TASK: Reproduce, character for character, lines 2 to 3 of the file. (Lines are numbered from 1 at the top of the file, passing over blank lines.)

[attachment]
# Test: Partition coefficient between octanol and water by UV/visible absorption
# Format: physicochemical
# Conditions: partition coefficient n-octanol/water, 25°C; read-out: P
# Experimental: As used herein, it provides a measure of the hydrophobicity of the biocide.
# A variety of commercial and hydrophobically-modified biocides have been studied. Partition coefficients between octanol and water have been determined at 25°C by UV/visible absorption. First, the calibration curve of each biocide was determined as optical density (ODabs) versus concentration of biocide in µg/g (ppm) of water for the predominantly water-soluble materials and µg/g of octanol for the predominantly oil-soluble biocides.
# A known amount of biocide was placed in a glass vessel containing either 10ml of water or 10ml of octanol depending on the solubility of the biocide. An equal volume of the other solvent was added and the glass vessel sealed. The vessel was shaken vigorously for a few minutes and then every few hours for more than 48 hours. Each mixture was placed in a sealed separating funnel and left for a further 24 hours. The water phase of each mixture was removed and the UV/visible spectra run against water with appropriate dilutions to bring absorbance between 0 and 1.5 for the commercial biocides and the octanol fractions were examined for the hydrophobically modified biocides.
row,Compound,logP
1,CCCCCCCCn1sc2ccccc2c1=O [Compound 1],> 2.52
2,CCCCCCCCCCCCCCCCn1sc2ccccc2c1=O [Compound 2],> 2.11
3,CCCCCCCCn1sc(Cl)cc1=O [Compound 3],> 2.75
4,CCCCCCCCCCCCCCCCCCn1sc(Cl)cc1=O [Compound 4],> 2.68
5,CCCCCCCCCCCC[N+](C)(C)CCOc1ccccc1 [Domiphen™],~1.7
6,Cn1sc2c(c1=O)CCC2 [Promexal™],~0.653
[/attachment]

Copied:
# Format: physicochemical
# Conditions: partition coefficient n-octanol/water, 25°C; read-out: P